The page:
More than anything else, developers love code examples. Usually the more code you can add to your documentation, the better.
Here’s an example from Evernote’s API:
The writers at Parse emphasize the importance of code samples:
Liberally sprinkle real world examples throughout your documentation. No developer will ever complain that there are too many examples. They dramatically reduce the time for developers to understand your product. In fact, we even have example code right on our homepage.
For code samples, you want to incorporate syntax highlighting. There are numerous syntax highlighters that you can usually incorporate into your platform. For example, Jekyll uses either Pygments or Rouge. These highlighters have stylesheets prepared to highlight languages based on specific syntax.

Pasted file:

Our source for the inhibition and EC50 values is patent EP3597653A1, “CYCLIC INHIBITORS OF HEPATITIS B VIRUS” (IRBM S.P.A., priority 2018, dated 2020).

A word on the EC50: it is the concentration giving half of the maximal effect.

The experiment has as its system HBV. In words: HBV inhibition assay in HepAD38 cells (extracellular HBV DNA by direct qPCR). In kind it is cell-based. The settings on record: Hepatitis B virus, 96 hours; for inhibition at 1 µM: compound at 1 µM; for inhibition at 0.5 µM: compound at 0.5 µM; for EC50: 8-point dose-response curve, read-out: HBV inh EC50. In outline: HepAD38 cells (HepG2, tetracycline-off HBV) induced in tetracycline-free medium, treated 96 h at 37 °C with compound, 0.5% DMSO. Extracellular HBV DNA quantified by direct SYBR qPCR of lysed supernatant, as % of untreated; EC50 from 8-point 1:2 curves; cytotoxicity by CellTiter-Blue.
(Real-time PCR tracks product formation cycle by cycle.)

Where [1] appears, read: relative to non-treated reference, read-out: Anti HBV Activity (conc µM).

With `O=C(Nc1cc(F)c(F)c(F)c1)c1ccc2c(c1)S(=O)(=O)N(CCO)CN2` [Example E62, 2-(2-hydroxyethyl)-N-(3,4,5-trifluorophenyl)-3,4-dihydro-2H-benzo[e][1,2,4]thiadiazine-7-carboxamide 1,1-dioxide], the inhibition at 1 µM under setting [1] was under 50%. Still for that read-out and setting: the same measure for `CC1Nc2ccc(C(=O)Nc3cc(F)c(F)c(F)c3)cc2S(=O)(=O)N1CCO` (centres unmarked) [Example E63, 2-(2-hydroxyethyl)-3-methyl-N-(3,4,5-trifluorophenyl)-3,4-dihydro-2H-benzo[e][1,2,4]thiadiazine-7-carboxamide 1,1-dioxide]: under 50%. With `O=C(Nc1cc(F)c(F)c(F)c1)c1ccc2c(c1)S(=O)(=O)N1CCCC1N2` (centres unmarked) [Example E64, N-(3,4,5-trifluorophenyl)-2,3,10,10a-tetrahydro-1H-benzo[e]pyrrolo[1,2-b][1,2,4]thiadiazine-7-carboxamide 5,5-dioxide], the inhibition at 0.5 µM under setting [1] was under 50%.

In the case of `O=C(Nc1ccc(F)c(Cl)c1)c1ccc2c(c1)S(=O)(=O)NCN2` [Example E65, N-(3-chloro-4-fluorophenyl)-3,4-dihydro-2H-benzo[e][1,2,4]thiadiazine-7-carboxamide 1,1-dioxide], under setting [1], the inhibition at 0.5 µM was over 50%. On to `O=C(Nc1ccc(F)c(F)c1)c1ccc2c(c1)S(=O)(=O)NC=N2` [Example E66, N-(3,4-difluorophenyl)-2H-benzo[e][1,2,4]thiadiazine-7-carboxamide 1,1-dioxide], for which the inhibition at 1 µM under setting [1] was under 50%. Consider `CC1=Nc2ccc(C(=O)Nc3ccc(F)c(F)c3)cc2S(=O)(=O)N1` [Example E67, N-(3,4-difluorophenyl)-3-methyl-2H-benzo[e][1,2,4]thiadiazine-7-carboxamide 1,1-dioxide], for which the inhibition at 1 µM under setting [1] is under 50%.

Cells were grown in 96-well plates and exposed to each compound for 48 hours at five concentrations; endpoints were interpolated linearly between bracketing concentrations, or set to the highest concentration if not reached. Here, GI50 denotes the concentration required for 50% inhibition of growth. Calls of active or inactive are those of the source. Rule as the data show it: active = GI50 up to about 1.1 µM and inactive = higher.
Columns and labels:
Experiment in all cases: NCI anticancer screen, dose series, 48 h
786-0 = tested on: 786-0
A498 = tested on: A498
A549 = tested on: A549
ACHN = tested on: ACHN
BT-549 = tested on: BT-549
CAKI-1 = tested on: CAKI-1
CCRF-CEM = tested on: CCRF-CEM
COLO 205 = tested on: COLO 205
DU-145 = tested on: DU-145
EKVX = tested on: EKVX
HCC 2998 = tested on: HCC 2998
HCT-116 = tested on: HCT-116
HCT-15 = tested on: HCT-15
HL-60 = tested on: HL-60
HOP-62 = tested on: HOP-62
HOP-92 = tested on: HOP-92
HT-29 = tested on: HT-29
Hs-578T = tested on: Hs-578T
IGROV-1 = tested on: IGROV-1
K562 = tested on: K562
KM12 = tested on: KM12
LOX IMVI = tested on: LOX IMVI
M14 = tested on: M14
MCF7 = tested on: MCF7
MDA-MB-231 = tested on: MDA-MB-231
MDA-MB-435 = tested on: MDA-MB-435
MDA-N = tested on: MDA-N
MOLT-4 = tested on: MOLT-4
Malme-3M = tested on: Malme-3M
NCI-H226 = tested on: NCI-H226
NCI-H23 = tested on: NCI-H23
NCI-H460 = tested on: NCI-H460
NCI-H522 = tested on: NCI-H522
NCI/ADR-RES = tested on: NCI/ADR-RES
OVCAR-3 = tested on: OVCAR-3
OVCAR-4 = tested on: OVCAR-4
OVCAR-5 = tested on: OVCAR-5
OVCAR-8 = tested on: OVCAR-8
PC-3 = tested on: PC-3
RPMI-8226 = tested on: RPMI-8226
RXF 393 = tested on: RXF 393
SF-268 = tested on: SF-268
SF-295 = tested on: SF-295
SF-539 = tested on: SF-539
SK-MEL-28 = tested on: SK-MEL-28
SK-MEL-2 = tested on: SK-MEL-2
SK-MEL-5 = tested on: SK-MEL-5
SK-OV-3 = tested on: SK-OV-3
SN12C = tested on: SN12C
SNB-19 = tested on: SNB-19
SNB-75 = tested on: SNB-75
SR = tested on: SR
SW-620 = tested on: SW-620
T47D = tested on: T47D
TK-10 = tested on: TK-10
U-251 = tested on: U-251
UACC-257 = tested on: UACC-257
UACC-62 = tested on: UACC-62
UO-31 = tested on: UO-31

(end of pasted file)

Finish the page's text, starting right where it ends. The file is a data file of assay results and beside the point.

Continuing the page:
When you include a code sample, you usually instruct the syntax highlighter what language to use. If you don’t have access to a syntax highlighter for your platform, you can always manually add the highlighting using syntax highlighter library.
Another important element in code samples is to use consistent white space. Although computers can read minified code, users usually can’t or won’t want to look at minified code. Use a tool to format the code with the appropriate spacing and line breaks.
Sometimes development shops have an official style guide for formatting code samples. This might prescribe details such as the following:
If developers don’t have an official style guide, ask them to recommend one online, and compare the code samples against the guidelines in it.
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© 2017, Tom Johnson